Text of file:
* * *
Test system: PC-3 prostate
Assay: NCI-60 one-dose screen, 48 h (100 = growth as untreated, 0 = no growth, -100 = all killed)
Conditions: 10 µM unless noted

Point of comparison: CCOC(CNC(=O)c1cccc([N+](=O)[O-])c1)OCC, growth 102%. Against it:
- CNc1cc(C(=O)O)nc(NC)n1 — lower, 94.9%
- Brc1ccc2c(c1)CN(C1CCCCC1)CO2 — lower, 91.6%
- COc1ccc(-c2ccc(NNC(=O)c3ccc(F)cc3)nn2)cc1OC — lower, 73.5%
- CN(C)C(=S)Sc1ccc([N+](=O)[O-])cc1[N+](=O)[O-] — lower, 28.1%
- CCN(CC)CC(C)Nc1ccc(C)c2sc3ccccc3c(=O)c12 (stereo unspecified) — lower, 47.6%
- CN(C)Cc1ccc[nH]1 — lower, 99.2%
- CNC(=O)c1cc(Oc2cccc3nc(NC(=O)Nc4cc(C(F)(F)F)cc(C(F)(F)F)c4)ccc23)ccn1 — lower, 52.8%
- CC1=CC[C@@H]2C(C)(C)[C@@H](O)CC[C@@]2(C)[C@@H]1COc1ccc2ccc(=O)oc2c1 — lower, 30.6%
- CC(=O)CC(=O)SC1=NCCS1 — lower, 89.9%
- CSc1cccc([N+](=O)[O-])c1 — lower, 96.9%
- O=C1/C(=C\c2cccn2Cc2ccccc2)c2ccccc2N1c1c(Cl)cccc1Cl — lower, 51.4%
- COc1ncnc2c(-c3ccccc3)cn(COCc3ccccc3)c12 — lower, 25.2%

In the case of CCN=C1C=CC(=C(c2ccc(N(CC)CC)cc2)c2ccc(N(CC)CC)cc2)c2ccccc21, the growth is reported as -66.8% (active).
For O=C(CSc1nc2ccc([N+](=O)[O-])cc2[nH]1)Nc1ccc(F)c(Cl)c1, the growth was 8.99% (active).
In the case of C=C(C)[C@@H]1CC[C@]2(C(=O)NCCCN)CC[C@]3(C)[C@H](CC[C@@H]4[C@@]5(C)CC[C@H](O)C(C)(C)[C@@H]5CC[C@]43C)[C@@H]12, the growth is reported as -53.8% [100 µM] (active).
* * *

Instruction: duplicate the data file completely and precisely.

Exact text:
Test system: PC-3 prostate
Assay: NCI-60 one-dose screen, 48 h (100 = growth as untreated, 0 = no growth, -100 = all killed)
Conditions: 10 µM unless noted

Point of comparison: CCOC(CNC(=O)c1cccc([N+](=O)[O-])c1)OCC, growth 102%. Against it:
- CNc1cc(C(=O)O)nc(NC)n1 — lower, 94.9%
- Brc1ccc2c(c1)CN(C1CCCCC1)CO2 — lower, 91.6%
- COc1ccc(-c2ccc(NNC(=O)c3ccc(F)cc3)nn2)cc1OC — lower, 73.5%
- CN(C)C(=S)Sc1ccc([N+](=O)[O-])cc1[N+](=O)[O-] — lower, 28.1%
- CCN(CC)CC(C)Nc1ccc(C)c2sc3ccccc3c(=O)c12 (stereo unspecified) — lower, 47.6%
- CN(C)Cc1ccc[nH]1 — lower, 99.2%
- CNC(=O)c1cc(Oc2cccc3nc(NC(=O)Nc4cc(C(F)(F)F)cc(C(F)(F)F)c4)ccc23)ccn1 — lower, 52.8%
- CC1=CC[C@@H]2C(C)(C)[C@@H](O)CC[C@@]2(C)[C@@H]1COc1ccc2ccc(=O)oc2c1 — lower, 30.6%
- CC(=O)CC(=O)SC1=NCCS1 — lower, 89.9%
- CSc1cccc([N+](=O)[O-])c1 — lower, 96.9%
- O=C1/C(=C\c2cccn2Cc2ccccc2)c2ccccc2N1c1c(Cl)cccc1Cl — lower, 51.4%
- COc1ncnc2c(-c3ccccc3)cn(COCc3ccccc3)c12 — lower, 25.2%

In the case of CCN=C1C=CC(=C(c2ccc(N(CC)CC)cc2)c2ccc(N(CC)CC)cc2)c2ccccc21, the growth is reported as -66.8% (active).
For O=C(CSc1nc2ccc([N+](=O)[O-])cc2[nH]1)Nc1ccc(F)c(Cl)c1, the growth was 8.99% (active).
In the case of C=C(C)[C@@H]1CC[C@]2(C(=O)NCCCN)CC[C@]3(C)[C@H](CC[C@@H]4[C@@]5(C)CC[C@H](O)C(C)(C)[C@@H]5CC[C@]43C)[C@@H]12, the growth is reported as -53.8% [100 µM] (active).